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Relative Nutritional Value of Ciliate Protozoa and Algae as Food for Daphnia
A. E. DeBiase, R. W. Sanders and K. G. Porter
Vol. 19, No. 2 (Mar. - Apr., 1990), pp. 199-210
Published by: Springer
Stable URL: http://www.jstor.org/stable/4251114
Page Count: 12
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The relative importance of autotrophic flagellates, desmids, cyanobacteria, and ciliates as food for Daphnia magna was examined using cohort life tables. Each cohort was fed a single food type at a given concentration, and comparisons among each type were made. Algal feeding treatments included three levels of young (7 to 14 days old) Chlamydomonas reinhardi (Chlorophyta, Chlamydomonadacae), two levels of senescent (> 14 days old) C. reinhardi, two levels of Cryptomonas sp. (Chlorophyta, Cryptomonadacae), two levels of Staurastrum sp. (Chlorophyta, Desmidacae), four levels of young (7 to 15 days old) or senescent (> 15 days old) Microcystis aeruginosa (Cyanophyta, Chlorococcacae), and a no-food treatment. The ciliates Cyclidium sp. and Paramecium caudatum were also presented at concentrations of 1 or 102 cells/ml, as well as mixtures of C. reinhardi (103/ml) and Cyclidium (1/ml) or P. caudatum (1/ml). Daphnia growth, reproduction, and survivorship were highest when C. reinhardi or Cryptomonas were the food source, while those starved or fed M. aeruginosa had shorter survivorship and lower growth and reproduction. Daphnia grew and had high survivorship when fed P. caudatum, but even though eggs were produced, most were aborted after 2 or 3 days. Staurastrum and Cyclidium produced intermediate growth and survivorship, but reproduction was seen only in the 103 Staurastrum/ml treatment. Carbon and nitrogen content were general indicators of nutritional value. However, growth, reproduction, and survivorship were higher in some cohorts fed treatments containing relatively low levels of carbon and nitrogen. Other cohorts were short-lived and did not reproduce, despite being fed much higher levels of carbon and nitrogen. The results also suggest that green algae are nutritionally valuable for Daphnia, whereas cyanobacteria are not. As measured by life-table parameters, the nutritional value of ciliates was variable, with some being poor food sources. Thus, the potential of ciliates as a trophic link between microbial production and higher trophic levels may vary with the ciliate community structure. Our results suggest that ciliates alone were insufficient as a food source to support Daphnia population growth.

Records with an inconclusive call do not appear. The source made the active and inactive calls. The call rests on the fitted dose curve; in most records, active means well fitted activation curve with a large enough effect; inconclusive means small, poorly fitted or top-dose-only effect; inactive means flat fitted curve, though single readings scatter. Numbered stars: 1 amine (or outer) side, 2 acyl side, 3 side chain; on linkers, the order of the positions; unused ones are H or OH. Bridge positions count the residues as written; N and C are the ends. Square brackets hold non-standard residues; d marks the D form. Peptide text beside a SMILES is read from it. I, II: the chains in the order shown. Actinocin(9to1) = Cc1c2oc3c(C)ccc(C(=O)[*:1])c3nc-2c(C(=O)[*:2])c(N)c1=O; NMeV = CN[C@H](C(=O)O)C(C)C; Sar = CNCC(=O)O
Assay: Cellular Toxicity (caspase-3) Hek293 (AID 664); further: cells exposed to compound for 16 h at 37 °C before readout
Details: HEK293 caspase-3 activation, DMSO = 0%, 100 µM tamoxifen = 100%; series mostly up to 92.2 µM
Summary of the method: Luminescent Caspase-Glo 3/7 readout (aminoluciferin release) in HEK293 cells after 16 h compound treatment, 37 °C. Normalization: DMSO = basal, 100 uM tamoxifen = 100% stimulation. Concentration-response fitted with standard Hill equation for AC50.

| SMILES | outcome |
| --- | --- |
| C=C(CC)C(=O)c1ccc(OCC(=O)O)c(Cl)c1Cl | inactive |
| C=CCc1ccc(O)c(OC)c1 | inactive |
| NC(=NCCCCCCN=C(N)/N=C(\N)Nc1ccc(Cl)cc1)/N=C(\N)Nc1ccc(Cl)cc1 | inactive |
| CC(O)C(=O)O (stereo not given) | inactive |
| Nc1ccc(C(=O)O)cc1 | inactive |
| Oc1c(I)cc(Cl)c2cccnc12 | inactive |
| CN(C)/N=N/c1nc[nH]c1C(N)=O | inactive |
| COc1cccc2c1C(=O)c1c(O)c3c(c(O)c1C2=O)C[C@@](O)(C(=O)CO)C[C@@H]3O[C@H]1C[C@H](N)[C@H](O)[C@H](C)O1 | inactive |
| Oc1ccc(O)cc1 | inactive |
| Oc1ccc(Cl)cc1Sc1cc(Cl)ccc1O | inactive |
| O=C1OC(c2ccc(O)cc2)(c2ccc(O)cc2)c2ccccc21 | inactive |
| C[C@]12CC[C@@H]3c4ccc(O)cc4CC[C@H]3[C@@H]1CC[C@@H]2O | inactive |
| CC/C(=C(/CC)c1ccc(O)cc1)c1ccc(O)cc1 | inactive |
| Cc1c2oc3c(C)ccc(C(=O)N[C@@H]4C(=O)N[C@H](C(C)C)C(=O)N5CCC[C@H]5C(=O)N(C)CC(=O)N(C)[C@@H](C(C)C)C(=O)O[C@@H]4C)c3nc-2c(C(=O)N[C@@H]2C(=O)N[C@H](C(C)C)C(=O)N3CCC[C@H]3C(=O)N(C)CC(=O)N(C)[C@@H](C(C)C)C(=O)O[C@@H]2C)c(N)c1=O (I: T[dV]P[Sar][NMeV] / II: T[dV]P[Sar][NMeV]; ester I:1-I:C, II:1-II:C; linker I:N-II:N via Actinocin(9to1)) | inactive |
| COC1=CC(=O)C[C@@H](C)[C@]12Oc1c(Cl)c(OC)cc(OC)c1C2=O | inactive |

Microbial Ecology © 1990 Springer